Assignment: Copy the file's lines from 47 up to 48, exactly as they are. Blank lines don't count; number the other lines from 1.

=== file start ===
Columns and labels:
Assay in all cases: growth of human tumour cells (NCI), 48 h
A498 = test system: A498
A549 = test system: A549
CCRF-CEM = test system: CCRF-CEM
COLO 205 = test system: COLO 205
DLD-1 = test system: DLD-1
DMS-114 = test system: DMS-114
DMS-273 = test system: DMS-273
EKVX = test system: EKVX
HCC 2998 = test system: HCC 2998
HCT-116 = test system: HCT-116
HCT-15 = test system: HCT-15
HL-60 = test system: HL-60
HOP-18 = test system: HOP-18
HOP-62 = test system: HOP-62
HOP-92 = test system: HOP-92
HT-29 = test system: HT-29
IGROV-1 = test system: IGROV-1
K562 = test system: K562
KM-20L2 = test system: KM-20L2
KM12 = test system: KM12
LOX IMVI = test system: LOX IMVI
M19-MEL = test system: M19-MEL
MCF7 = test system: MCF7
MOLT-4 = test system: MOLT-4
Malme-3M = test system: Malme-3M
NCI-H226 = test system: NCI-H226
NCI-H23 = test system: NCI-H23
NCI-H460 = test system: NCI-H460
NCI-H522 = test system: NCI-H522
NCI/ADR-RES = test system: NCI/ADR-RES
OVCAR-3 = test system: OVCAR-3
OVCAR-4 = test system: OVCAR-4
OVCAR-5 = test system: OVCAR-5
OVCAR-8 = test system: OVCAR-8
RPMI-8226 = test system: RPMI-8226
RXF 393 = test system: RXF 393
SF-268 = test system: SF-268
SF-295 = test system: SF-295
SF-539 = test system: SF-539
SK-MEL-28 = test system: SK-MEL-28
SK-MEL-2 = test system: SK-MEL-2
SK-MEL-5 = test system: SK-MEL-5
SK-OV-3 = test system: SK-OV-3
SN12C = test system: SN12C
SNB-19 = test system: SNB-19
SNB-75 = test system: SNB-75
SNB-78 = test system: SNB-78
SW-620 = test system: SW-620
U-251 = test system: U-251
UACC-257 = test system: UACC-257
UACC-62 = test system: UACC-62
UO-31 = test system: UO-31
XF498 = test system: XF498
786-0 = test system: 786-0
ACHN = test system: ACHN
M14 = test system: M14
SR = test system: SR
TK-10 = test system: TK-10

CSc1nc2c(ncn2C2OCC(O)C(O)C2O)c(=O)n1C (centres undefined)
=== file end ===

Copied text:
SNB-19 = test system: SNB-19
SNB-75 = test system: SNB-75